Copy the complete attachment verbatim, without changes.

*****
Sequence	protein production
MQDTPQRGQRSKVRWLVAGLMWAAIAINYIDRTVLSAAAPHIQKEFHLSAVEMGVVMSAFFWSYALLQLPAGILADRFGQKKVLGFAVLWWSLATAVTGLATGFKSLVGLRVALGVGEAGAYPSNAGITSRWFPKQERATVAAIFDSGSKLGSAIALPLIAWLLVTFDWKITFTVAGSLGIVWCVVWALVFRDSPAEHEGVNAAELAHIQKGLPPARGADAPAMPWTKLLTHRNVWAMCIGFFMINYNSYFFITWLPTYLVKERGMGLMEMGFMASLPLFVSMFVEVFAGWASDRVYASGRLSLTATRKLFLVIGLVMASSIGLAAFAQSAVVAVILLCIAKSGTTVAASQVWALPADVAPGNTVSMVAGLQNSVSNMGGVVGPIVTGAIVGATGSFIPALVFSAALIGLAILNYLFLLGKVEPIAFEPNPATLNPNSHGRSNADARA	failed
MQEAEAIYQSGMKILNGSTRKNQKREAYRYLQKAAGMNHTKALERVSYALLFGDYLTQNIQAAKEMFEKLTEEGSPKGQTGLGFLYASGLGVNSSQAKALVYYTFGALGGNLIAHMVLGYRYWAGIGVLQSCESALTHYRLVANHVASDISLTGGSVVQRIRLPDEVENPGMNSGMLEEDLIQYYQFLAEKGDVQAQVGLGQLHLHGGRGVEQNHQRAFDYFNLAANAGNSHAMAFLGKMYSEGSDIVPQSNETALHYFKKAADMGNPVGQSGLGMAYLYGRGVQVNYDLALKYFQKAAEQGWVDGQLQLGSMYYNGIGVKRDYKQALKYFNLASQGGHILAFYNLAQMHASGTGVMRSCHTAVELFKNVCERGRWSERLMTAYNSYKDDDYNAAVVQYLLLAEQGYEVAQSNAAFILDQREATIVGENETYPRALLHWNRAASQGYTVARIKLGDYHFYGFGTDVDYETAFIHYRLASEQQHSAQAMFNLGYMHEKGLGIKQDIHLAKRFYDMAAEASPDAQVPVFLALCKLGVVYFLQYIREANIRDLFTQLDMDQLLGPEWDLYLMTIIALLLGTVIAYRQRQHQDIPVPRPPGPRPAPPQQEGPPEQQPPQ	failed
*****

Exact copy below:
Sequence	protein production
MQDTPQRGQRSKVRWLVAGLMWAAIAINYIDRTVLSAAAPHIQKEFHLSAVEMGVVMSAFFWSYALLQLPAGILADRFGQKKVLGFAVLWWSLATAVTGLATGFKSLVGLRVALGVGEAGAYPSNAGITSRWFPKQERATVAAIFDSGSKLGSAIALPLIAWLLVTFDWKITFTVAGSLGIVWCVVWALVFRDSPAEHEGVNAAELAHIQKGLPPARGADAPAMPWTKLLTHRNVWAMCIGFFMINYNSYFFITWLPTYLVKERGMGLMEMGFMASLPLFVSMFVEVFAGWASDRVYASGRLSLTATRKLFLVIGLVMASSIGLAAFAQSAVVAVILLCIAKSGTTVAASQVWALPADVAPGNTVSMVAGLQNSVSNMGGVVGPIVTGAIVGATGSFIPALVFSAALIGLAILNYLFLLGKVEPIAFEPNPATLNPNSHGRSNADARA	failed
MQEAEAIYQSGMKILNGSTRKNQKREAYRYLQKAAGMNHTKALERVSYALLFGDYLTQNIQAAKEMFEKLTEEGSPKGQTGLGFLYASGLGVNSSQAKALVYYTFGALGGNLIAHMVLGYRYWAGIGVLQSCESALTHYRLVANHVASDISLTGGSVVQRIRLPDEVENPGMNSGMLEEDLIQYYQFLAEKGDVQAQVGLGQLHLHGGRGVEQNHQRAFDYFNLAANAGNSHAMAFLGKMYSEGSDIVPQSNETALHYFKKAADMGNPVGQSGLGMAYLYGRGVQVNYDLALKYFQKAAEQGWVDGQLQLGSMYYNGIGVKRDYKQALKYFNLASQGGHILAFYNLAQMHASGTGVMRSCHTAVELFKNVCERGRWSERLMTAYNSYKDDDYNAAVVQYLLLAEQGYEVAQSNAAFILDQREATIVGENETYPRALLHWNRAASQGYTVARIKLGDYHFYGFGTDVDYETAFIHYRLASEQQHSAQAMFNLGYMHEKGLGIKQDIHLAKRFYDMAAEASPDAQVPVFLALCKLGVVYFLQYIREANIRDLFTQLDMDQLLGPEWDLYLMTIIALLLGTVIAYRQRQHQDIPVPRPPGPRPAPPQQEGPPEQQPPQ	failed